Lee Mercker became the first patient to participate in a clinical trial for a new breast cancer vaccine at the Mayo Clinic, Jacksonville. After being diagnosed with early stage Breast Cancer in March, she decided to give the vaccine a try. Read the article below for more information on the vaccine and Merckers success with the trial.
A Florida woman is the first patient to kill off breast cancer with the help of a promising new vaccine.
Lee Mercker, from the Jacksonville area, was diagnosed with a very early-stage form of breast cancer, in March, despite maintaining, she says, a healthy, active lifestyle.
“I was healthy,” she said. “That’s why I was mad. I was stunned, and everyone around me was more mad and more stunned.”
Mercker said she went to the Mayo Clinic in Jacksonville to start treatment, but her doctor asked if she’d like to try something else first: An experimental vaccine that aims to fight off early-stage breast cancer and prevent future occurrence.
The simple set of shots sounded like a potential game-changer in the fight against the deadly disease.
“I signed up in like 10 seconds,” she said.
To the thrill of everyone involved, it worked.
“We saw some evidence of elimination of the tumor, as well as some evidence of the immune system crowding in,” said Dr. Keith Knutson, from the Mayo Clinic Jacksonville.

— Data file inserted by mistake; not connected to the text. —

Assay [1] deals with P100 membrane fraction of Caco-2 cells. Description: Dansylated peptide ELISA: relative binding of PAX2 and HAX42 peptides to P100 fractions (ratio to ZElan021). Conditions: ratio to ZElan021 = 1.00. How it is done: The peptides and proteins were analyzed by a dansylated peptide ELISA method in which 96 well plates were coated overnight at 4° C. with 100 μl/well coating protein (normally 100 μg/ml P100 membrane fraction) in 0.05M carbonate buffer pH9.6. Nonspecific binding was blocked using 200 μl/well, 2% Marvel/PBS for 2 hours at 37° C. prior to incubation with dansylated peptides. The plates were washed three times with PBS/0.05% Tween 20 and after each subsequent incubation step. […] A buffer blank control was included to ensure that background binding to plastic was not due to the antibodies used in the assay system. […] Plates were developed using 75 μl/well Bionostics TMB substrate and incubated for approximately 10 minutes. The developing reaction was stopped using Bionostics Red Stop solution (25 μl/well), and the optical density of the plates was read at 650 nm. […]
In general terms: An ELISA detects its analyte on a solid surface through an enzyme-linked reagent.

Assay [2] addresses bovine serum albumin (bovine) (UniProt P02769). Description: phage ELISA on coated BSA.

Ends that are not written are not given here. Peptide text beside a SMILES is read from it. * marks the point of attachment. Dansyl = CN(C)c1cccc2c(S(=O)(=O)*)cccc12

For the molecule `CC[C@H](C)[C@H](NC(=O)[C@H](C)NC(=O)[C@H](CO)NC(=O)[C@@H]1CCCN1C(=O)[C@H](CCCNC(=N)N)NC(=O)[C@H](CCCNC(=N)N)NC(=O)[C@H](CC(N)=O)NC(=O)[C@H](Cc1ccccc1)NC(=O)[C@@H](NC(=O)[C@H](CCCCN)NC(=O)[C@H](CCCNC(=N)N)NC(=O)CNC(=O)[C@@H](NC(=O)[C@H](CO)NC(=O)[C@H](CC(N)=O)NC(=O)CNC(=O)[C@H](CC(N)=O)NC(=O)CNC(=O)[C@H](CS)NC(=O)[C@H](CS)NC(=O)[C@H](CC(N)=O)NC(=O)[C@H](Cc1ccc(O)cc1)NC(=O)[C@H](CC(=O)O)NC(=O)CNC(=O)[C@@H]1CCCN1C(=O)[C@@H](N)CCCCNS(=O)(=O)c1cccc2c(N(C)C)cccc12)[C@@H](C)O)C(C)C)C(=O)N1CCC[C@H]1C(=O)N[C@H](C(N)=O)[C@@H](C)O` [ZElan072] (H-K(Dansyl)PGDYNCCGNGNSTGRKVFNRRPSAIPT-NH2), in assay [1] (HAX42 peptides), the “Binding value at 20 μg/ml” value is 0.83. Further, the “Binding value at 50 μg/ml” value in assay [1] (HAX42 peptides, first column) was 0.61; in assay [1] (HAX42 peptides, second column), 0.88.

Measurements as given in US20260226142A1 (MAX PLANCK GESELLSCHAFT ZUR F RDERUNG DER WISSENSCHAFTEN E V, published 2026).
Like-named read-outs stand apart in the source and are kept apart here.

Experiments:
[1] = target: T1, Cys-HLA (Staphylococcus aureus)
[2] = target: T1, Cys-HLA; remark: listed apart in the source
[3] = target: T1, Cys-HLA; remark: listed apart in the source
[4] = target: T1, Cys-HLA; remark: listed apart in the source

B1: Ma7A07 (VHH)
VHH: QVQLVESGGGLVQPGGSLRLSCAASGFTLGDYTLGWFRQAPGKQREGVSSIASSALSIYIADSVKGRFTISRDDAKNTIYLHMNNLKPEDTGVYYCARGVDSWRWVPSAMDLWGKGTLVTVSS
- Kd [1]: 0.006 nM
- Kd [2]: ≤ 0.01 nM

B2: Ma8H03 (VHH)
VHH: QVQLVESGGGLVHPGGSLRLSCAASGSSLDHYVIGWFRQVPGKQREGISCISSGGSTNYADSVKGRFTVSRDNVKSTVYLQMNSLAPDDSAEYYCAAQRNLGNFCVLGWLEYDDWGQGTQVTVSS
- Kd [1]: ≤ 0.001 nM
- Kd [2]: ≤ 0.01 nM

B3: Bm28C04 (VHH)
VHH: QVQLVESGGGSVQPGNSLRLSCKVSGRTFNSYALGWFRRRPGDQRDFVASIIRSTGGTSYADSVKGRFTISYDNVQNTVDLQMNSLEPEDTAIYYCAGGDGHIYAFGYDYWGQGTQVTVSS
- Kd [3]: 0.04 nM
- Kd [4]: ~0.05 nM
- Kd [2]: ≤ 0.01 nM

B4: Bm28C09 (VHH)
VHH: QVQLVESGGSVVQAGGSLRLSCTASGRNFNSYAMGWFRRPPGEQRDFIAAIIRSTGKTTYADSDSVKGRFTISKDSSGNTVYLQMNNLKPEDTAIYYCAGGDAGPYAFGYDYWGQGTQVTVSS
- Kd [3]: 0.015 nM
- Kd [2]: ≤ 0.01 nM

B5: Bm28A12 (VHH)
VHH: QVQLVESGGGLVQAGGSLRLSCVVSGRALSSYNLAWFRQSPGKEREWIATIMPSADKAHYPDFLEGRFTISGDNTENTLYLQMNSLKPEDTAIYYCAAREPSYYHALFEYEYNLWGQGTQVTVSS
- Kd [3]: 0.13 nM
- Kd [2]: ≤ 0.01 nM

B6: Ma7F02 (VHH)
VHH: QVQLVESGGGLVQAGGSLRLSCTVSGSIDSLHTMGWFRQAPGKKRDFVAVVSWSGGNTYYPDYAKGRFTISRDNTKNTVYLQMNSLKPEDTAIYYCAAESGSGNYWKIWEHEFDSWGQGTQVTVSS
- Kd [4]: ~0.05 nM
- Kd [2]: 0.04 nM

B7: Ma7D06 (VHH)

Knutson said Mercker’s results were, essentially, what their team had hoped the vaccine would do as it developed out, but it was happening in their very first human test subject.
Mercker said she still underwent a double mastectomy to assure the breast cancer was out of her body completely, as the vaccine was just a trial.
Her removed breast tissue can now be studied for further results.
However, Mercker said it’s starting to hit her just how big of a breakthrough she may have helped discover.
“I feel like I walked on the moon,” she said. “I worked in an industry with tons of women and I saw all kinds of stories, and it’d just be really nice to stamp this [breast cancer] out.”
Dr. Knutson said they have started trying the vaccine on two other patients, as well and are looking for more trial subjects.
The drug still has a long way to go, but Knutson said it’s promising and is helping show shades of a future that doctors have been working toward.
“Really, a vaccine against breast cancer and I think it’s only a matter of time myself,” Dr. Knutson said.
The doctor said the Mayo Clinic is currently working on several vaccines aimed at preventing and beating cancer.
He even expects a trial to begin, possibly next year, on a vaccine that would aim to prevent breast cancer from forming in healthy patients, basically a sort of “flu shot against breast cancer.”